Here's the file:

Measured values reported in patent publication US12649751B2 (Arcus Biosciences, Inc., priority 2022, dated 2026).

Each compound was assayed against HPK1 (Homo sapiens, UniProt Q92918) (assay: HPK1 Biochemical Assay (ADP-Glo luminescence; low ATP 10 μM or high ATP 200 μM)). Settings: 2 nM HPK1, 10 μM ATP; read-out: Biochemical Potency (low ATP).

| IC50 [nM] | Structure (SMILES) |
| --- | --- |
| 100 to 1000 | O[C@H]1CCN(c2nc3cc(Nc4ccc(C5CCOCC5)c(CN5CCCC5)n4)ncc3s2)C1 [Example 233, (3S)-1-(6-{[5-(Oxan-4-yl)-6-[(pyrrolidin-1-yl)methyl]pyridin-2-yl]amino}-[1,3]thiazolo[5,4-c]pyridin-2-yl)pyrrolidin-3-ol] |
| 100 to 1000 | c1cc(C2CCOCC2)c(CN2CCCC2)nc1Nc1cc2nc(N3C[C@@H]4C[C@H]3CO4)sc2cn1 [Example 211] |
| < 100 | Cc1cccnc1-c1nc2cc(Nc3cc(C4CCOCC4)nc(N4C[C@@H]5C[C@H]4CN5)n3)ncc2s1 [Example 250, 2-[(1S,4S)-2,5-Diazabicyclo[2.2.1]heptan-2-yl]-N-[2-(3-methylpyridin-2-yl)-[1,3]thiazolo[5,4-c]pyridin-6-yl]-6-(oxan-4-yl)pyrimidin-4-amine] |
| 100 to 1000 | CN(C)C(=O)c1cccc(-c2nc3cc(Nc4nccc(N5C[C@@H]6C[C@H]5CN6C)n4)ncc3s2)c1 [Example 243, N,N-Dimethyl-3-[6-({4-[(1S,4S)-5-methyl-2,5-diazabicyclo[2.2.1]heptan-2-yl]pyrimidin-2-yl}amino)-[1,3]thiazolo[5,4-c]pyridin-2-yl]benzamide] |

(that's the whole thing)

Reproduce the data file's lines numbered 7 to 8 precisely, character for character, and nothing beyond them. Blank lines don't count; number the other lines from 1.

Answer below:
| < 100 | Cc1cccnc1-c1nc2cc(Nc3cc(C4CCOCC4)nc(N4C[C@@H]5C[C@H]4CN5)n3)ncc2s1 [Example 250, 2-[(1S,4S)-2,5-Diazabicyclo[2.2.1]heptan-2-yl]-N-[2-(3-methylpyridin-2-yl)-[1,3]thiazolo[5,4-c]pyridin-6-yl]-6-(oxan-4-yl)pyrimidin-4-amine] |
| 100 to 1000 | CN(C)C(=O)c1cccc(-c2nc3cc(Nc4nccc(N5C[C@@H]6C[C@H]5CN6C)n4)ncc3s2)c1 [Example 243, N,N-Dimethyl-3-[6-({4-[(1S,4S)-5-methyl-2,5-diazabicyclo[2.2.1]heptan-2-yl]pyrimidin-2-yl}amino)-[1,3]thiazolo[5,4-c]pyridin-2-yl]benzamide] |